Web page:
With the goal of creating a computer that can win at Jeopardy, a group at IBM has been hard at work on Watson for years. Jeopardy is the perfect challenge for a computer who is designed to really understand language. With its wordplay and puns built into reverse-questions, it requires a knowledge not only of facts, but of how language is used in the day-to-day.
In order to do this, Watson uses an insane amount of computer power—it is a supercomputer, after all—to analyse loads of algorithms at once.
Watson’s speed allows it to try thousands of ways of simultaneously tackling a “Jeopardy!” clue. Most question-answering systems rely on a handful of algorithms, but Ferrucci decided this was why those systems do not work very well: no single algorithm can simulate the human ability to parse language and facts. Instead, Watson uses more than a hundred algorithms at the same time to analyse a question in different ways, generating hundreds of possible solutions. Another set of algorithms ranks these answers according to plausibility; for example, if dozens of algorithms working in different directions all arrive at the same answer, it’s more likely to be the right one. In essence, Watson thinks in probabilities. It produces not one single “right” answer, but an enormous number of possibilities, then ranks them by assessing how likely each one is to answer the question.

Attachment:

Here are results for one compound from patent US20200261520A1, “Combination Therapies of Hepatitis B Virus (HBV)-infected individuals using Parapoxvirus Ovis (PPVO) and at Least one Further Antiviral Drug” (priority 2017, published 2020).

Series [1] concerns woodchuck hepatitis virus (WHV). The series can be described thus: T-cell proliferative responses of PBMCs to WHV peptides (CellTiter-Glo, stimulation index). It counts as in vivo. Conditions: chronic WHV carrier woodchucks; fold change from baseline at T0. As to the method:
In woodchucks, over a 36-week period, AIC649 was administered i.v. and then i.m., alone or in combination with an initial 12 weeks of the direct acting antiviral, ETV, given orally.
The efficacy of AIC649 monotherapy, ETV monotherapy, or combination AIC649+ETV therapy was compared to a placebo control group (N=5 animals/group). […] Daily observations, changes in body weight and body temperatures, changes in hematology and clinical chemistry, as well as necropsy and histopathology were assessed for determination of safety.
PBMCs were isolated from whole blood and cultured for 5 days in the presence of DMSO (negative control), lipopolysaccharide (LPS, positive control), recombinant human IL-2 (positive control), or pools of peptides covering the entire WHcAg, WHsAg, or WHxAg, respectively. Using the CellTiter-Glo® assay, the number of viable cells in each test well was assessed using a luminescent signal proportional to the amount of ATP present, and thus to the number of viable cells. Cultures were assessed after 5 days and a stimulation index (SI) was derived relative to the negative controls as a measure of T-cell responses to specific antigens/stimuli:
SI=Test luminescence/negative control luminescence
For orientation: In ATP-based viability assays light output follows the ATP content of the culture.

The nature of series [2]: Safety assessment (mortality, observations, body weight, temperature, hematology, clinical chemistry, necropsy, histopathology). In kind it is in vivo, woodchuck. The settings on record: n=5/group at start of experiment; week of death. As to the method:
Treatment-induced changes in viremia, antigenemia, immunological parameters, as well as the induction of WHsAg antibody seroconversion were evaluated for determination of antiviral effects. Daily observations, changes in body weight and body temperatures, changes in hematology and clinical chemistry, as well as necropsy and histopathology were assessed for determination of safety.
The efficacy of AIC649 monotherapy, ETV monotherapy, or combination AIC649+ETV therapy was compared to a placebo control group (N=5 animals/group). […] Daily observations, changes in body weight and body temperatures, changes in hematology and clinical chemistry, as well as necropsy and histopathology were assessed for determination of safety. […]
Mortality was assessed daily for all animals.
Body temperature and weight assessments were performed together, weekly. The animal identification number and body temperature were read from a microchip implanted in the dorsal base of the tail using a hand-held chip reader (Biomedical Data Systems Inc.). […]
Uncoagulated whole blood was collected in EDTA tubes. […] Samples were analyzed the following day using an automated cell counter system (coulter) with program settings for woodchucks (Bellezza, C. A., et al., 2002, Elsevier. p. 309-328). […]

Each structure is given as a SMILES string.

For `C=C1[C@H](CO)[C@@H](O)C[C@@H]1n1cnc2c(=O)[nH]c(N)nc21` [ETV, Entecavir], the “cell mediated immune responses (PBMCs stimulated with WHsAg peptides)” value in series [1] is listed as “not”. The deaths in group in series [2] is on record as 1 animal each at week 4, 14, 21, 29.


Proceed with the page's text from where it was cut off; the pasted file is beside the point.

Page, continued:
Of course, understanding complex human language and being able to respond with it are two different things. But clearly, we’re a lot closer to a HAL-style conversational computer than you might have thought. Crazy.